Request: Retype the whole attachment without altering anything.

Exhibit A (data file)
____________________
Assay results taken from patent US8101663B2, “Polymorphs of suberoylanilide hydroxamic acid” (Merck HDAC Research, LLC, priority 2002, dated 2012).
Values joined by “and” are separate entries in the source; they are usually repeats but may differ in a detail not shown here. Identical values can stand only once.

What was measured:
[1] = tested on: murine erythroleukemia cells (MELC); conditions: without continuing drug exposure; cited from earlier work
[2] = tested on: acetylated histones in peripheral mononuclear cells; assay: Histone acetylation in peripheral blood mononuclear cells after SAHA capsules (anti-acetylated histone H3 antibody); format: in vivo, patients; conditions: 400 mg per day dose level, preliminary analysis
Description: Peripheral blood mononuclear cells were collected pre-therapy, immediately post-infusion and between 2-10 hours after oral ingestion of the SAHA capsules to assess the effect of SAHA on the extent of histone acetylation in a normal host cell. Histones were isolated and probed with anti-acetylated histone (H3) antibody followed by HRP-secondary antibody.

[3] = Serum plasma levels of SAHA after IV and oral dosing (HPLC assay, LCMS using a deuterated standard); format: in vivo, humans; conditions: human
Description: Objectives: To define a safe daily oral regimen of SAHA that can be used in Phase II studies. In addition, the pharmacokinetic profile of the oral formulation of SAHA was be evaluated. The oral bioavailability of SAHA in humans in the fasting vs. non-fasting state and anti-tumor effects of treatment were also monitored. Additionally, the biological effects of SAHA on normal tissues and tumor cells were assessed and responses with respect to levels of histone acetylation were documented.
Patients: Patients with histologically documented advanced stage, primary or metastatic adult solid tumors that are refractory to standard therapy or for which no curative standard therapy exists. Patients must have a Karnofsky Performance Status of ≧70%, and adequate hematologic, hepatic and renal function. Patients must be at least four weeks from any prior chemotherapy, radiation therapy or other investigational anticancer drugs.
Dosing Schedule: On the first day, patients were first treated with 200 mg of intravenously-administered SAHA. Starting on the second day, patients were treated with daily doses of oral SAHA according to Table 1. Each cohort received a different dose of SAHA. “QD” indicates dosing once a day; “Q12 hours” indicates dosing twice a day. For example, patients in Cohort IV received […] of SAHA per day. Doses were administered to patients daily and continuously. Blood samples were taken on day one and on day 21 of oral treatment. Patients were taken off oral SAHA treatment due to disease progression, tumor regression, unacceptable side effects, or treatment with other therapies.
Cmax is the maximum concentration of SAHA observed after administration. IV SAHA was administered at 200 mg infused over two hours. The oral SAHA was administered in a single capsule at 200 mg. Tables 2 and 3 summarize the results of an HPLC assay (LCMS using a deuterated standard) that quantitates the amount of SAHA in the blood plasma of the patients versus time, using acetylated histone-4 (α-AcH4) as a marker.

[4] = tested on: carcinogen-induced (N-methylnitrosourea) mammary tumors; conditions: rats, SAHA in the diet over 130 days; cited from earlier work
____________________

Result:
Assay results taken from patent US8101663B2, “Polymorphs of suberoylanilide hydroxamic acid” (Merck HDAC Research, LLC, priority 2002, dated 2012).
Values joined by “and” are separate entries in the source; they are usually repeats but may differ in a detail not shown here. Identical values can stand only once.

What was measured:
[1] = tested on: murine erythroleukemia cells (MELC); conditions: without continuing drug exposure; cited from earlier work
[2] = tested on: acetylated histones in peripheral mononuclear cells; assay: Histone acetylation in peripheral blood mononuclear cells after SAHA capsules (anti-acetylated histone H3 antibody); format: in vivo, patients; conditions: 400 mg per day dose level, preliminary analysis
Description: Peripheral blood mononuclear cells were collected pre-therapy, immediately post-infusion and between 2-10 hours after oral ingestion of the SAHA capsules to assess the effect of SAHA on the extent of histone acetylation in a normal host cell. Histones were isolated and probed with anti-acetylated histone (H3) antibody followed by HRP-secondary antibody.

[3] = Serum plasma levels of SAHA after IV and oral dosing (HPLC assay, LCMS using a deuterated standard); format: in vivo, humans; conditions: human
Description: Objectives: To define a safe daily oral regimen of SAHA that can be used in Phase II studies. In addition, the pharmacokinetic profile of the oral formulation of SAHA was be evaluated. The oral bioavailability of SAHA in humans in the fasting vs. non-fasting state and anti-tumor effects of treatment were also monitored. Additionally, the biological effects of SAHA on normal tissues and tumor cells were assessed and responses with respect to levels of histone acetylation were documented.
Patients: Patients with histologically documented advanced stage, primary or metastatic adult solid tumors that are refractory to standard therapy or for which no curative standard therapy exists. Patients must have a Karnofsky Performance Status of ≧70%, and adequate hematologic, hepatic and renal function. Patients must be at least four weeks from any prior chemotherapy, radiation therapy or other investigational anticancer drugs.
Dosing Schedule: On the first day, patients were first treated with 200 mg of intravenously-administered SAHA. Starting on the second day, patients were treated with daily doses of oral SAHA according to Table 1. Each cohort received a different dose of SAHA. “QD” indicates dosing once a day; “Q12 hours” indicates dosing twice a day. For example, patients in Cohort IV received […] of SAHA per day. Doses were administered to patients daily and continuously. Blood samples were taken on day one and on day 21 of oral treatment. Patients were taken off oral SAHA treatment due to disease progression, tumor regression, unacceptable side effects, or treatment with other therapies.
Cmax is the maximum concentration of SAHA observed after administration. IV SAHA was administered at 200 mg infused over two hours. The oral SAHA was administered in a single capsule at 200 mg. Tables 2 and 3 summarize the results of an HPLC assay (LCMS using a deuterated standard) that quantitates the amount of SAHA in the blood plasma of the patients versus time, using acetylated histone-4 (α-AcH4) as a marker.

[4] = tested on: carcinogen-induced (N-methylnitrosourea) mammary tumors; conditions: rats, SAHA in the diet over 130 days; cited from earlier work